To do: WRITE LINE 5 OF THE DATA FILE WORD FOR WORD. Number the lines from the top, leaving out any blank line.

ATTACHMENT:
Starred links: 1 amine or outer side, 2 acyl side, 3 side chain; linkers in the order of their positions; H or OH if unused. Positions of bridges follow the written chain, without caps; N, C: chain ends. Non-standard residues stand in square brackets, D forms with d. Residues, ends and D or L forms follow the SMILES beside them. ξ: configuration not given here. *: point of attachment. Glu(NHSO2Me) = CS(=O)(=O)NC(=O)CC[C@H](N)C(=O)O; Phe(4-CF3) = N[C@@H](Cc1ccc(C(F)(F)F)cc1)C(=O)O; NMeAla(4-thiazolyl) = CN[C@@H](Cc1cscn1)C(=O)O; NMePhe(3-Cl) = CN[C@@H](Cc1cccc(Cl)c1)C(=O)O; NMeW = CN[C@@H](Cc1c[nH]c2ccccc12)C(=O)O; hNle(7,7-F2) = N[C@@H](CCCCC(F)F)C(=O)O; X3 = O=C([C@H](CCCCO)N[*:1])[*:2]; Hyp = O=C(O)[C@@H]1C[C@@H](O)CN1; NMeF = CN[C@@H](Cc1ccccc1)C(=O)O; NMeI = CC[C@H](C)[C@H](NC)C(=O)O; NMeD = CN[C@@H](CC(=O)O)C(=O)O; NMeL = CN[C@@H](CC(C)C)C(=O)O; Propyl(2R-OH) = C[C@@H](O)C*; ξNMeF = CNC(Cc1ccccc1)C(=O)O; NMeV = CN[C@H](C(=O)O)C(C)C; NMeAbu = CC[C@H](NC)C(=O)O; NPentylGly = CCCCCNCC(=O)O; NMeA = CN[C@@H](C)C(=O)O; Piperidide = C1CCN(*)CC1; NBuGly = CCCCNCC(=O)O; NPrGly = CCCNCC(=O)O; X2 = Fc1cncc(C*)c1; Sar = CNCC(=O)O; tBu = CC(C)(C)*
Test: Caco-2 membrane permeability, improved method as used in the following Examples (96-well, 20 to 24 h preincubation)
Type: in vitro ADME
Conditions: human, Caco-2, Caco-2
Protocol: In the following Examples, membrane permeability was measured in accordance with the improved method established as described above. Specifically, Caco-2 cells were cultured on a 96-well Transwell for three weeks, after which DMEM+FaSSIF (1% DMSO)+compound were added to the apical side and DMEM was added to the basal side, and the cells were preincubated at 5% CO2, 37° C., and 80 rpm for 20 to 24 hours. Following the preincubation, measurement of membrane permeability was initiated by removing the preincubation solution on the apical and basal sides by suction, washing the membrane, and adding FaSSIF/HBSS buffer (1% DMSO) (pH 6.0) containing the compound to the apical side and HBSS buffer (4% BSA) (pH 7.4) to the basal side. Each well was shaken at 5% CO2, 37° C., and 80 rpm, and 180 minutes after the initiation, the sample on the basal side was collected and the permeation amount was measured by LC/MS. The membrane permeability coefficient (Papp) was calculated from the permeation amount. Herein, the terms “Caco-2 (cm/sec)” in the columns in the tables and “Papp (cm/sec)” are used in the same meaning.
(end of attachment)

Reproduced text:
Protocol: In the following Examples, membrane permeability was measured in accordance with the improved method established as described above. Specifically, Caco-2 cells were cultured on a 96-well Transwell for three weeks, after which DMEM+FaSSIF (1% DMSO)+compound were added to the apical side and DMEM was added to the basal side, and the cells were preincubated at 5% CO2, 37° C., and 80 rpm for 20 to 24 hours. Following the preincubation, measurement of membrane permeability was initiated by removing the preincubation solution on the apical and basal sides by suction, washing the membrane, and adding FaSSIF/HBSS buffer (1% DMSO) (pH 6.0) containing the compound to the apical side and HBSS buffer (4% BSA) (pH 7.4) to the basal side. Each well was shaken at 5% CO2, 37° C., and 80 rpm, and 180 minutes after the initiation, the sample on the basal side was collected and the permeation amount was measured by LC/MS. The membrane permeability coefficient (Papp) was calculated from the permeation amount. Herein, the terms “Caco-2 (cm/sec)” in the columns in the tables and “Papp (cm/sec)” are used in the same meaning.